I wouldn't have swapped the stove.  She leased it as is.  I'm also just the helper or manager. Some requests are above my paygrade.  After the stove, the snowball began...

I try to show my places almost ready but not quite to weed out nitpickers.  They can't help but flinch and scrunch their little noses at tools in a closet and a not yet re-painted bedroom. I may have forgotten to bring an application. Lots going on and I'm just the bumbling handyman...

You want solid b class tenants that are flexible and tolerant.  My spiny senses go up when they qualify so well they should be buying.  

I agree with John, but I wouldn't do month to month, I'd tell her she is clearly not happy and you are offering her a one time out of her lease.  She knew the condition of the unit when she moved in and rented it as is.  So if she thought the stove was old, that's too bad.  I would not have replaced it.

Hi Spencer,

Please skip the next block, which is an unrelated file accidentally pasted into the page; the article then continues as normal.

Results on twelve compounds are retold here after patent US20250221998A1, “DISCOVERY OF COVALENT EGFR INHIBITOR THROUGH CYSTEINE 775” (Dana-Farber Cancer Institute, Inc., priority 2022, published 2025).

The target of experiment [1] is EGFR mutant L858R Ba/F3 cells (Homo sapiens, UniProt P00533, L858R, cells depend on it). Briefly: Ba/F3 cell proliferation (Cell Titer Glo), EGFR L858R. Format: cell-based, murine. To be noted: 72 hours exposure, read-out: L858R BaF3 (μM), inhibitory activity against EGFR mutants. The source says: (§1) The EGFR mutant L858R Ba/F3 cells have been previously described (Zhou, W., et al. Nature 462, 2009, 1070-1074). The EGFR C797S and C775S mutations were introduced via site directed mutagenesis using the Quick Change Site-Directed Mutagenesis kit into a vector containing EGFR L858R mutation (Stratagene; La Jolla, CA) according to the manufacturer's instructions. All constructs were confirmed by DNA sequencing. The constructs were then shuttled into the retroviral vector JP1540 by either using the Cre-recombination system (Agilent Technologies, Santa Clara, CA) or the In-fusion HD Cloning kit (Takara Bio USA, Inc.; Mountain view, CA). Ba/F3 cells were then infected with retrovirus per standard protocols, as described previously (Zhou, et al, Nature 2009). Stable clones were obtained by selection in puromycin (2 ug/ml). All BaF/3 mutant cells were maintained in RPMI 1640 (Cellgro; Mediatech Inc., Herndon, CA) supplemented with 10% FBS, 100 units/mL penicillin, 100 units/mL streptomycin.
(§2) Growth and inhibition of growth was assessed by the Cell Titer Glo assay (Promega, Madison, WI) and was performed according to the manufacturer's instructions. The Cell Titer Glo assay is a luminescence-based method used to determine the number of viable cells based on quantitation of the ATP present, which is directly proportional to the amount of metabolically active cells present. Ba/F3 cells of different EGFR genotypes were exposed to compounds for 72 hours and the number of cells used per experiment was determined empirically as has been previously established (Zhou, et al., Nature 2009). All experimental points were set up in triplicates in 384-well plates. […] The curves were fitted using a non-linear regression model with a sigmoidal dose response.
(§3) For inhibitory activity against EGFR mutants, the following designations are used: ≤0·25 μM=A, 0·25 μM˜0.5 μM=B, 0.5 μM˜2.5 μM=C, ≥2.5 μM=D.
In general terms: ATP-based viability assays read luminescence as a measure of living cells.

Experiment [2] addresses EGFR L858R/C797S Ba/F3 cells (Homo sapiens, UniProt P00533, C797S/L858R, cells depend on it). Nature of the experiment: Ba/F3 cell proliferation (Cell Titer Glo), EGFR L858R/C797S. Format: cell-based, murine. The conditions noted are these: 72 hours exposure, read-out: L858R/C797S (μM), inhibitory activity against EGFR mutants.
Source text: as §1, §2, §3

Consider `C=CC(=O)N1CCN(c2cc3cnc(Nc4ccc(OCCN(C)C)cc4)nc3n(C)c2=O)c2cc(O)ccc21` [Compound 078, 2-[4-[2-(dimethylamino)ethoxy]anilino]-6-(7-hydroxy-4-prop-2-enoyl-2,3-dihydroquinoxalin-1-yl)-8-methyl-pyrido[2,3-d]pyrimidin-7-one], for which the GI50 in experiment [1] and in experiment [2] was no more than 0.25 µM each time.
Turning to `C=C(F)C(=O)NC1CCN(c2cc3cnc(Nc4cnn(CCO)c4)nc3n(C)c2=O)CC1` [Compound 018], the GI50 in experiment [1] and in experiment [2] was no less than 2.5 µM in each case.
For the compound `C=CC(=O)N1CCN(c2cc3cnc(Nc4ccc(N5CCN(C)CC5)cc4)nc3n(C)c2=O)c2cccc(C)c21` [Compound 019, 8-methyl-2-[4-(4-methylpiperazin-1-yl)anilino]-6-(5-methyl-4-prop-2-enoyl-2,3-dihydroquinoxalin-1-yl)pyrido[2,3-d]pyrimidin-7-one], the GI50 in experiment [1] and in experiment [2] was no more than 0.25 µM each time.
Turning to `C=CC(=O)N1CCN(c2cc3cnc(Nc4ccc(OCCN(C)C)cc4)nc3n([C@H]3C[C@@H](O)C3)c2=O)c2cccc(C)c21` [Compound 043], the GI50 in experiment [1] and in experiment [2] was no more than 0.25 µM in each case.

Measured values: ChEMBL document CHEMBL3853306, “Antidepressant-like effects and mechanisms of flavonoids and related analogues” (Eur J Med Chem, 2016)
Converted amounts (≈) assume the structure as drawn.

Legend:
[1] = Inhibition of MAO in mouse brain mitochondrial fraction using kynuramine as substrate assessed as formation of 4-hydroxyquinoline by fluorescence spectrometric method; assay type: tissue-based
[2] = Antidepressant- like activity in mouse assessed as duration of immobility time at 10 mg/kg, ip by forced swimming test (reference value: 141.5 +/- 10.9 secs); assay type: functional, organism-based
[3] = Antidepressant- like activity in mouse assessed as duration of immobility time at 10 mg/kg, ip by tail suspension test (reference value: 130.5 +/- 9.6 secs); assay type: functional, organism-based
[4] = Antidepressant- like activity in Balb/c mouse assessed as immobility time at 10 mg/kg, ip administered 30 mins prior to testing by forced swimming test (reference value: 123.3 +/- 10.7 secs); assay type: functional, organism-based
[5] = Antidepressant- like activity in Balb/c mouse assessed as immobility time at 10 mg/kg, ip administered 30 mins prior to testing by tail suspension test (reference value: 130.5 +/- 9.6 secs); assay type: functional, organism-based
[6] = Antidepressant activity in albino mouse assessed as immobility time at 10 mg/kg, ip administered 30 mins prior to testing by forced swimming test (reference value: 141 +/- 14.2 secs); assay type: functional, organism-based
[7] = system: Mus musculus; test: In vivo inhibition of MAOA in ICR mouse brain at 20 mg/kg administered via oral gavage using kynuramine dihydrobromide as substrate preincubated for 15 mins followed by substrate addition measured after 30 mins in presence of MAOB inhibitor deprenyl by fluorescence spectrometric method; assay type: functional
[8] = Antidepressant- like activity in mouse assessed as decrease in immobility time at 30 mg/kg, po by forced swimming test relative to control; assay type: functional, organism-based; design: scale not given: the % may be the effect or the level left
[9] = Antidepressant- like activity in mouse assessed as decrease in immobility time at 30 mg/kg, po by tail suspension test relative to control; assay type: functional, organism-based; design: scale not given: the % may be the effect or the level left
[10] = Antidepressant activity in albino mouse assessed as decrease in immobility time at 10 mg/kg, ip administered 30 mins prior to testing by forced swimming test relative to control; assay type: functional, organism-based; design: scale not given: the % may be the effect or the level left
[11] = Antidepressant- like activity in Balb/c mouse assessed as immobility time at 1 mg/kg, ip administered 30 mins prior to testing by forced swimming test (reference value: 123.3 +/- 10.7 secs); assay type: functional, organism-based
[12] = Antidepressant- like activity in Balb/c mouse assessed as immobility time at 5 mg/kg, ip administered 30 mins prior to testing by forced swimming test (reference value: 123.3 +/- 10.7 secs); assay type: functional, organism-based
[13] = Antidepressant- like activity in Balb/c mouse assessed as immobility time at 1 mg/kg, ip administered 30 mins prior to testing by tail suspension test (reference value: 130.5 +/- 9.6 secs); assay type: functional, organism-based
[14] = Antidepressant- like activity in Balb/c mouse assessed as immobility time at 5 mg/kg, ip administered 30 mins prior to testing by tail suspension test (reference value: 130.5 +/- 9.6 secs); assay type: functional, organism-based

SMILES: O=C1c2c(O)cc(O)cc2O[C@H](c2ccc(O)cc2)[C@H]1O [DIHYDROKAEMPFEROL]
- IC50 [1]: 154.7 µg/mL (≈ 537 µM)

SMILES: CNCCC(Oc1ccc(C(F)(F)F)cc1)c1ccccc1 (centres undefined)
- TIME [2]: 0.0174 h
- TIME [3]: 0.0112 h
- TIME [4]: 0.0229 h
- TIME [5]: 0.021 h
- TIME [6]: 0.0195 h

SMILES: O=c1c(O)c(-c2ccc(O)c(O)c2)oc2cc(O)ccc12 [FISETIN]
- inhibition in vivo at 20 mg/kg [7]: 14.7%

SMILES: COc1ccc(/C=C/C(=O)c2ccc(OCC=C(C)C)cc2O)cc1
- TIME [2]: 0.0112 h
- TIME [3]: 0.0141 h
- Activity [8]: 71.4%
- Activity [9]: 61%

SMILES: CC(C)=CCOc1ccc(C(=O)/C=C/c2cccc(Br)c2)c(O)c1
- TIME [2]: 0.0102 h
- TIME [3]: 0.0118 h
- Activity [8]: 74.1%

I wouldn't just create an addendum and say its month to month now sign.  I would be sympathetic to your tenant first. Lay down the law and let her know that is what it is, based on the initial walk through and what she agreed upon. 

Guuurl bye, lolol   There is no amount of money in the world imo that is worth giving up my inner peace.  See, this is why people don't like to rent to single women.  Oops, did I say that, lol.

This isn't about the stove, cameras, dust, ac unit, shower, or ethics.  This is psychology issue that will never be fixed (legally) with with a hammer.

@Spencer Hoogveld

I would not have replaced the stove, like most everybody else said. I’d have a nice and simple chat with her, with me doing all the talking, such as; “the lease terms are the lease terms. If you’d like to leave, then give me a 30 day notice and I will attempt to replace you. If I don’t find somebody, you are responsible for the full rent until I do find somebody. If you have any further issues with this, read your lease again, as those are the terms”.